Tag Archives: animal handling

Restraint and handling of pest animals used in research

Research involving pest animals may require the live capture, restraint and handling of individual animals. Wild animals may try to avoid capture, handling and restraint during which they are capable of inflicting damage to themselves and their potential captors. When physical contact is necessary, the safety of animals and operators should be the primary consideration. […]

Holding and transportation of pest animals used in research

Research involving pest animals may require the holding and transportation of individual or groups of animals. Wild animals may try to avoid capture, handling and restraint during which they are capable of inflicting damage to themselves and their potential captors. When physical contact is necessary, the safety of animals and operators should be the primary […]

Marking of pest animals used in research

Research involving pest animals may require the reliable identification of individual animals. Where possible, researchers should make use of natural identifying marks. However, the majority of species require the application of some form of identifying mark or tag. A variety of techniques is available and includes temporary, semi-permanent and permanent markers. The type of marker […]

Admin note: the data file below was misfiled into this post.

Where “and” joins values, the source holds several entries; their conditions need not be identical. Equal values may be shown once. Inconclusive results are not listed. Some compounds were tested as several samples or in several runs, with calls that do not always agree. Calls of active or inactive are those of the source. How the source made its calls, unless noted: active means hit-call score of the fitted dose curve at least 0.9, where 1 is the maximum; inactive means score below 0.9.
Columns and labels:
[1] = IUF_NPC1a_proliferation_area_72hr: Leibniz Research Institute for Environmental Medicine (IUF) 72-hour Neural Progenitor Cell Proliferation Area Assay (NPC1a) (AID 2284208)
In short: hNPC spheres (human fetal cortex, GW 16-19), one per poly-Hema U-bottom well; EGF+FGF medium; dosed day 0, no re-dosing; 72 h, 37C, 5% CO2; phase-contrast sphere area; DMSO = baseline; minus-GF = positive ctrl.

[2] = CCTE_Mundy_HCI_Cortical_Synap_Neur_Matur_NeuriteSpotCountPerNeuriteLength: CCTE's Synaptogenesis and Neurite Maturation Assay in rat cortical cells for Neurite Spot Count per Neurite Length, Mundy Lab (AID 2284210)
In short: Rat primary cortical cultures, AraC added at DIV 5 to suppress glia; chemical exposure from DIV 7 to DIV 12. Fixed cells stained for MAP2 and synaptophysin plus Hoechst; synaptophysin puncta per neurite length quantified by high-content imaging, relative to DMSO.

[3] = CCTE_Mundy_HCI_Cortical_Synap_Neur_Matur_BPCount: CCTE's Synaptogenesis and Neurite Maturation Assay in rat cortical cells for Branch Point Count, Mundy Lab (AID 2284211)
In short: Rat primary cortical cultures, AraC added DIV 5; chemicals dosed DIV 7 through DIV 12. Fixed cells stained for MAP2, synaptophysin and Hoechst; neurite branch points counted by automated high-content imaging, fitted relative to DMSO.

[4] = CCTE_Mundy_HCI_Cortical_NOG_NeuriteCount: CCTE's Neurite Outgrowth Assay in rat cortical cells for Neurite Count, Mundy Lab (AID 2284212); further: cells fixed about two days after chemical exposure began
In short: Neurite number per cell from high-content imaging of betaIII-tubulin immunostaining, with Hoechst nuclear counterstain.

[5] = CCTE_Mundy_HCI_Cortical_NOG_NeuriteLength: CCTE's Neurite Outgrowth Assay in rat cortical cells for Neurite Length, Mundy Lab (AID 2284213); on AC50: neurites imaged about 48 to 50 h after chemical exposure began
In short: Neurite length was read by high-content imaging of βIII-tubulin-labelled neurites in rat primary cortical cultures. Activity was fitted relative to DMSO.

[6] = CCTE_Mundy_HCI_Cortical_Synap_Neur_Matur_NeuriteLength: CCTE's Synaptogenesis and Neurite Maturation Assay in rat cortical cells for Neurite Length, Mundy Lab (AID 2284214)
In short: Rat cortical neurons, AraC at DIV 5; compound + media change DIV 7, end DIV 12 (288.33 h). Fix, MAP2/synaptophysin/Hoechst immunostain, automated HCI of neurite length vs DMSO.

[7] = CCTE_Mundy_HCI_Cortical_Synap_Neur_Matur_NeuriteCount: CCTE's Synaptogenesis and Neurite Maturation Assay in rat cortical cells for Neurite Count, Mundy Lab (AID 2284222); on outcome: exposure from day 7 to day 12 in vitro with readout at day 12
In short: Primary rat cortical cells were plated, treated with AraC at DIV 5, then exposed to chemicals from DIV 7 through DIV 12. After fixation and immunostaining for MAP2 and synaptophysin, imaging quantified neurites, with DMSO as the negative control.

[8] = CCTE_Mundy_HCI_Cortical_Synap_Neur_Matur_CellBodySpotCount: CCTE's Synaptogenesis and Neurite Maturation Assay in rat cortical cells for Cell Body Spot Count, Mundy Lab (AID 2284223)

Measurement and sampling of pest animals used in research

Research involving pest animals may require the taking of measurements of and samples from individual animals. Examples include body weight and size measurements, blood, hair and faecal samples. Measurement and sampling techniques must be appropriate for the species and minimise distress and the risk of injury to the animal. Inappropriate techniques may lead to major […]

Live capture of pest animals used in research

Research involving pest animals may require the live capture, restraint and handling of individual animals. Wild animals may try to avoid capture, handling and restraint during which they are capable of inflicting damage to themselves and their potential captors. When physical contact is necessary, the safety of animals and operators should be the primary consideration. […]